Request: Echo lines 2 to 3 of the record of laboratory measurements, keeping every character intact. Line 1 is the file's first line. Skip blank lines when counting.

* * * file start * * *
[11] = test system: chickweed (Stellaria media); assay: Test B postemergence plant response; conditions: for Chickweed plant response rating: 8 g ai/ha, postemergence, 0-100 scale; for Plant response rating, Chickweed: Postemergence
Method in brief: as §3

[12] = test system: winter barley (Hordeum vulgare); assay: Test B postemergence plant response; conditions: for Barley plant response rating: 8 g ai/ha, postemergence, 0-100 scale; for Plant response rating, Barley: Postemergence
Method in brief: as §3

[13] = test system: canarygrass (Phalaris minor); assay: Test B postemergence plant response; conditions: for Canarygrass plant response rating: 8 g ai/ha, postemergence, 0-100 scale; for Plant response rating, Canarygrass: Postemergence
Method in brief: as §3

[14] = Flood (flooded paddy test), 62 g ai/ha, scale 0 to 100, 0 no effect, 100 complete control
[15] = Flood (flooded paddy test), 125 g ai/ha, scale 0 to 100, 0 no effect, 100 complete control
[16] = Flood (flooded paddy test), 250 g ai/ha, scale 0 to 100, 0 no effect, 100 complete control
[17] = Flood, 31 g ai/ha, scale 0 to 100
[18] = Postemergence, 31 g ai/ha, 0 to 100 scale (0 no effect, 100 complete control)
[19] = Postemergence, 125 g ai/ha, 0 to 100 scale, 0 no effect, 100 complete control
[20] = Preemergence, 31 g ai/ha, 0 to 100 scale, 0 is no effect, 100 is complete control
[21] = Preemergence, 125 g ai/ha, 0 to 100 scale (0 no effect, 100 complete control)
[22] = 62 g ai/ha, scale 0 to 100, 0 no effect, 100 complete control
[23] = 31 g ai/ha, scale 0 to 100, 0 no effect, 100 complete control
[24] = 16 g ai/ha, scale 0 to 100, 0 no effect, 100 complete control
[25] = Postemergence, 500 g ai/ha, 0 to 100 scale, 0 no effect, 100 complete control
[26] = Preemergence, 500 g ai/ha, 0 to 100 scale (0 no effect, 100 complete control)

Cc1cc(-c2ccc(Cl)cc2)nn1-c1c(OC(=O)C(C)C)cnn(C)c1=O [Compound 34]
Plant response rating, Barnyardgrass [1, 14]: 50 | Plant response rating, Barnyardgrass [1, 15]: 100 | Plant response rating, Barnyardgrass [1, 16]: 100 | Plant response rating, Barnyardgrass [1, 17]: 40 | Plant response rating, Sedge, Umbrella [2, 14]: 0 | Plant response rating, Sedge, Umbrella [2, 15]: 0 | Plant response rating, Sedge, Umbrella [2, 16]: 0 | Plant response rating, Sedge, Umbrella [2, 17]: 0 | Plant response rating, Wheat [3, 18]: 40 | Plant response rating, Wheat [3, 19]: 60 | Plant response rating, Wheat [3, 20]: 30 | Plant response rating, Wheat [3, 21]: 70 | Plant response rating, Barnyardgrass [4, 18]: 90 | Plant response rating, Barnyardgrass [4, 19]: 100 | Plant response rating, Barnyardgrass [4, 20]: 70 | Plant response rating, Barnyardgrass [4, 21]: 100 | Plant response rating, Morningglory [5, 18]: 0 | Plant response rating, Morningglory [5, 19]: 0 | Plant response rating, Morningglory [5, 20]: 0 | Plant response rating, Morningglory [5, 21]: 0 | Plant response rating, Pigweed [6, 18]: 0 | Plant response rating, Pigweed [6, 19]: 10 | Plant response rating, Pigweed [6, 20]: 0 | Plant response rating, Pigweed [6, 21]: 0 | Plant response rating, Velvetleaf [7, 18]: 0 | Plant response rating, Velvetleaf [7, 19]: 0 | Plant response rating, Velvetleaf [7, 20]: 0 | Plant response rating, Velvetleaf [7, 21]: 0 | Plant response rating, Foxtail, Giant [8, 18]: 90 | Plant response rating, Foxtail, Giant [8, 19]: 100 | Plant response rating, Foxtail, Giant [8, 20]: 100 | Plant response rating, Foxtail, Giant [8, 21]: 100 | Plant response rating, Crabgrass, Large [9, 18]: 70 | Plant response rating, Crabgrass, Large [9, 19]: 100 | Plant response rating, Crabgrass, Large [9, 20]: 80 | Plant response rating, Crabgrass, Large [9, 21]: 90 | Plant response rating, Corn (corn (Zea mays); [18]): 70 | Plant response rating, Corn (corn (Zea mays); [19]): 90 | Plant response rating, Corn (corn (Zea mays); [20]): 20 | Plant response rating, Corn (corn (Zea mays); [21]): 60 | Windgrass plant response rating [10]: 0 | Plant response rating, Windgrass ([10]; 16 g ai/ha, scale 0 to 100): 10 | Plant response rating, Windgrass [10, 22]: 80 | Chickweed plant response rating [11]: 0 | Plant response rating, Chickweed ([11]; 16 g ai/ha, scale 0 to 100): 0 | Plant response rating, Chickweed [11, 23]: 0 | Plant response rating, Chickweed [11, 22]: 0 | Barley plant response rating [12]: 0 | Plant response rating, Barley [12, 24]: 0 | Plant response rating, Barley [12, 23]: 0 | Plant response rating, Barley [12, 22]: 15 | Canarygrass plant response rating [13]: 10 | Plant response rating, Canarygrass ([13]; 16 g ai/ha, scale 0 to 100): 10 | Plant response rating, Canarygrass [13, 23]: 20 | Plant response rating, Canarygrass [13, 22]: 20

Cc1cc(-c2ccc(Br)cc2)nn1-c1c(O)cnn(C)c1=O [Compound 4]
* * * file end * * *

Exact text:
Method in brief: as §3

[12] = test system: winter barley (Hordeum vulgare); assay: Test B postemergence plant response; conditions: for Barley plant response rating: 8 g ai/ha, postemergence, 0-100 scale; for Plant response rating, Barley: Postemergence